Christmas Cruelty – A Moviehooker Review

Firstly I’d like to explain a little bit about the movie, this is a low-budget independent feature made by a handful of people in a small rural town in Norway. Just so you can get to know who these guys are – here is a sort of Bio from the official press release from Christmas Cruelty

Magne Steinsvoll isn’t only an actor in “Christmas Cruelty!”, he was also one of the writers, one of the directors, one of the producers, he made most of the music, worked on the sound and engineered most of the camera rigs used in the film. As if he didn’t have enough jobs in filmmaking, he’s also an electrician and musician.

Per-Ingvar Tomren is the other director, one of the screenwriters, an actor, made the special effects and worked as a stuntman in “Christmas Cruelty!”. Per-Ingvar has Brittle Bone Disease, which probably isn’t the smartest combination with stunt work.

During the production of “Christmas Cruelty!” he fractured two ribs, a lot of fingers, toes, small bones, and his jaw and sustained a skull fracture, which led to internal bleeding and permanent brain damage.

Raymond Volle is responsible for the beautiful camerawork in “Christmas Cruelty!”, which was his first feature-length film as a Director of Photography. He became director Per-Ingvar Tomren’s closest collaborator, and they are currently working on several new projects together.

Christmas Cruelty is a daring movie, to say the least. The movie comes with a warning sign, and that was a pretty good idea if you ask me.

When watching something like Christmas Cruelty (or any independent low-budget feature) I would always leave any budget issues at the door. I would always think, ok, right!! What if these guys had total control and freedom to make the feature that they wanted to make? What if money wasn’t an issue, what film would we see then? Don’t get me wrong, the movie looked really good, it had a real 70’s gritty Grindhouse sort of feel to it.

I always look on the bright side of low-budget cinema. If the film has potential (and this one certainly does) and the acting is decent, and we have some nice camera work, then it’s only a matter of time before someone notices that and paves a path for them to continue to make bigger budgeted and better features.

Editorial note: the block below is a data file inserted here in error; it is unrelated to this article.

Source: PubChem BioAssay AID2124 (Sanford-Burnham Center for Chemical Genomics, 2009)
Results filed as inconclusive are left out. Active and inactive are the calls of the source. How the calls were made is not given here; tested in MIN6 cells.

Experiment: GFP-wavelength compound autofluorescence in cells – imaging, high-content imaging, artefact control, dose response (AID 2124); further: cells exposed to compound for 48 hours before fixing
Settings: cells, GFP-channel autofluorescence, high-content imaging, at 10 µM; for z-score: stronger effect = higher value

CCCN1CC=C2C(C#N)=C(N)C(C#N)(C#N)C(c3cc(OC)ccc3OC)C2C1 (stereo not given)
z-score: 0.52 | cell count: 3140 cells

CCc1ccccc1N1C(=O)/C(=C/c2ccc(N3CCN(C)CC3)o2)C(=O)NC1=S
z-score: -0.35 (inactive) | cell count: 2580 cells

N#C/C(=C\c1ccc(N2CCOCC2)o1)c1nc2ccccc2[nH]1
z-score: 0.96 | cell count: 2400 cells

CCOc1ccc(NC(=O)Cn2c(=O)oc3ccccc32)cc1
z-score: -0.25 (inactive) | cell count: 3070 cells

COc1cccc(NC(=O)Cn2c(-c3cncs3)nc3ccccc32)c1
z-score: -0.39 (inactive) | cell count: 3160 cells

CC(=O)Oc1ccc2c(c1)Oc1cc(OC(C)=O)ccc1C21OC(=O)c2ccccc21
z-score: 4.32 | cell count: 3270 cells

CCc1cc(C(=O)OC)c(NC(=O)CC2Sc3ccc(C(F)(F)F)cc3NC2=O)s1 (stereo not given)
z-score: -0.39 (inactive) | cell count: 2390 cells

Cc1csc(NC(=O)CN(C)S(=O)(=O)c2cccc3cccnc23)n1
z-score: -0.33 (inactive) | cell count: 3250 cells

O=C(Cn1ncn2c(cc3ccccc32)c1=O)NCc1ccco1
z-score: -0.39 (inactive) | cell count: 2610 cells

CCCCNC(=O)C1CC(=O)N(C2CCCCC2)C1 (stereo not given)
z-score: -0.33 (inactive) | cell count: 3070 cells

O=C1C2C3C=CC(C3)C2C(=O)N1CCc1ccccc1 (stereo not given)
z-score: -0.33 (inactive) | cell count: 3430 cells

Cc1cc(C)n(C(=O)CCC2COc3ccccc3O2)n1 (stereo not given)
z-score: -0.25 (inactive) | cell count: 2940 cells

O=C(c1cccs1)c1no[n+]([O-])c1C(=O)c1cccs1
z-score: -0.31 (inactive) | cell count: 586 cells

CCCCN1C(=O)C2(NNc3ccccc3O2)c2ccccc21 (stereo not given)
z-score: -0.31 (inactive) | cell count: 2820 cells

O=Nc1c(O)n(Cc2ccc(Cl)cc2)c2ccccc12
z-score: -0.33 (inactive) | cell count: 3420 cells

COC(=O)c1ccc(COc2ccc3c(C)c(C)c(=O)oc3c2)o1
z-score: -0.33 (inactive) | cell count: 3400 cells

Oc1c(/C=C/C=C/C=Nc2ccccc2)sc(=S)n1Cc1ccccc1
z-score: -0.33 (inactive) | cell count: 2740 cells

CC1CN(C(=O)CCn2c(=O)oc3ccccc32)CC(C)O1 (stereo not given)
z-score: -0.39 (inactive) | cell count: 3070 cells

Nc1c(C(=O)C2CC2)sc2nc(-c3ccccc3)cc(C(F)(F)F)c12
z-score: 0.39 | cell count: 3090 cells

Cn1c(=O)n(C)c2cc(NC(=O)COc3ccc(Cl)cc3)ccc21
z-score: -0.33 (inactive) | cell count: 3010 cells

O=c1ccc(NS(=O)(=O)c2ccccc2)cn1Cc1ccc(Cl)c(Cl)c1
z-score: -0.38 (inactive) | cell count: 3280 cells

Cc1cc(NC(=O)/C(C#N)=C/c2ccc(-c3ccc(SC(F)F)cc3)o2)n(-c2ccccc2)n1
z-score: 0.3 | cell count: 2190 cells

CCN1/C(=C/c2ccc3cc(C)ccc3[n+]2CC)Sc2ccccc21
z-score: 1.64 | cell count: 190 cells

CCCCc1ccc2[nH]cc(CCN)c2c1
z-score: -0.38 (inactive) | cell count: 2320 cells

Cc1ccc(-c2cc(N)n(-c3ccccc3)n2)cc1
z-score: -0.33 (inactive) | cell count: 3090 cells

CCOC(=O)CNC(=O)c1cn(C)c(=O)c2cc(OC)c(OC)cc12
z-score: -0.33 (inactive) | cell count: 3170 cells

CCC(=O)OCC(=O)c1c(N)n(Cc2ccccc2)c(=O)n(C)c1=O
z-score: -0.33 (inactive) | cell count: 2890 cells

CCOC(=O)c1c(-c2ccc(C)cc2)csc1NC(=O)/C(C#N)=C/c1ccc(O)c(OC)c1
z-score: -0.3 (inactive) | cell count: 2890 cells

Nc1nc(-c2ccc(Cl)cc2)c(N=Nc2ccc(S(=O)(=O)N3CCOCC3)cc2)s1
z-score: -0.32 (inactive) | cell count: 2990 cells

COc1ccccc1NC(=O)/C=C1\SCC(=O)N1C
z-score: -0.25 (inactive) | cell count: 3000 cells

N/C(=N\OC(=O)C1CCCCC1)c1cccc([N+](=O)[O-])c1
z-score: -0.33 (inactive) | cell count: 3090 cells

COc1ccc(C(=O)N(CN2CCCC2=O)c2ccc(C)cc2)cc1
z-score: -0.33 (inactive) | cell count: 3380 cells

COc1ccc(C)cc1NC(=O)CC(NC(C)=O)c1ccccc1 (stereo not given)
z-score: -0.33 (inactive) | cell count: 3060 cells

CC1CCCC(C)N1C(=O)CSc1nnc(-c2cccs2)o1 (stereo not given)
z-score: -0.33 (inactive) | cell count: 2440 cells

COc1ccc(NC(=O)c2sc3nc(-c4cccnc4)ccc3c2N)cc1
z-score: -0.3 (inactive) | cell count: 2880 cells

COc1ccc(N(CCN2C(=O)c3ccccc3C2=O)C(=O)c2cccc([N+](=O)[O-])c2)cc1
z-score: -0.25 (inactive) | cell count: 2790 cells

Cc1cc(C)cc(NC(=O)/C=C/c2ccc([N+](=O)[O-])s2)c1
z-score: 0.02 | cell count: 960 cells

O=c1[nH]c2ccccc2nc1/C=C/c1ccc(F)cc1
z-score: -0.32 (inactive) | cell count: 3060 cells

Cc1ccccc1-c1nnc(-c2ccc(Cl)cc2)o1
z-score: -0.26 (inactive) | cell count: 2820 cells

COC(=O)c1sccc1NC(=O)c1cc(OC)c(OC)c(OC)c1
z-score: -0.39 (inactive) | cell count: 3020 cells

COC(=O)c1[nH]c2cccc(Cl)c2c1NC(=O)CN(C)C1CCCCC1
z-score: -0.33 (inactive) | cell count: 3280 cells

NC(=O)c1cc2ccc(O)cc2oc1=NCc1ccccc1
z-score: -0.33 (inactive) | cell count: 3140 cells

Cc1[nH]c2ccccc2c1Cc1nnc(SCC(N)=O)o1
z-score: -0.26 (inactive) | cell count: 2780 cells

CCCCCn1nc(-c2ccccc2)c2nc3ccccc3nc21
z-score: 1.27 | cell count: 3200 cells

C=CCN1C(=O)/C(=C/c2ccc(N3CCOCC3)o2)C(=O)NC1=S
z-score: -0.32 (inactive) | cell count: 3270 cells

And I have to say that I have a lot of respect for this movie and how vicious it actually is. Let’s face it, if they toned down the movie and given it a more festive certificate and made it suitable for a wider audience, then it would more than likely increase the profit, but they didn’t, they went for a sinister approach is very much targeted at hardcore horror fans, and I’ve nothing but total respect for that. But I do have to reiterate, this is quite gruesome and is defo not for the faint-hearted. It may be low-budget, but it still packs quite the fucking punch.

There is an obvious talent behind the direction of the movie, and the cinematography was very impressive. I’ve been watching fucked up movies all my life, but I have to say, some of the scenes in this film fucked with my head a lot more than some of the big-budgeted shockers, and the first scene is about 2minutes into the film….so you don’t have that look to wait before the madness begins.

The strong references to all our favourite horror movies are strongly present throughout the film.

When I spotted my first, they just kept coming and I enjoyed spotting them all. This was due to a lot of the movie being shot in Per-Ingvar’s apartment, and it was a nice touch to the film. This was obviously a horror movie, made by hardcore horror fans, for hardcore horror fans.

The humour is actually very good, I’ve said in many a post that if you laugh out loud at a movie when you’re watching and reading subtitles at the same time, then the humour has to be well written. Unfortunately sometimes when watching a subtitled comedy you lose some of the punch. But thankfully this is not the case. Per-Ingvar and Magne sort of reminded me of a Norwegian Tucker & Dale.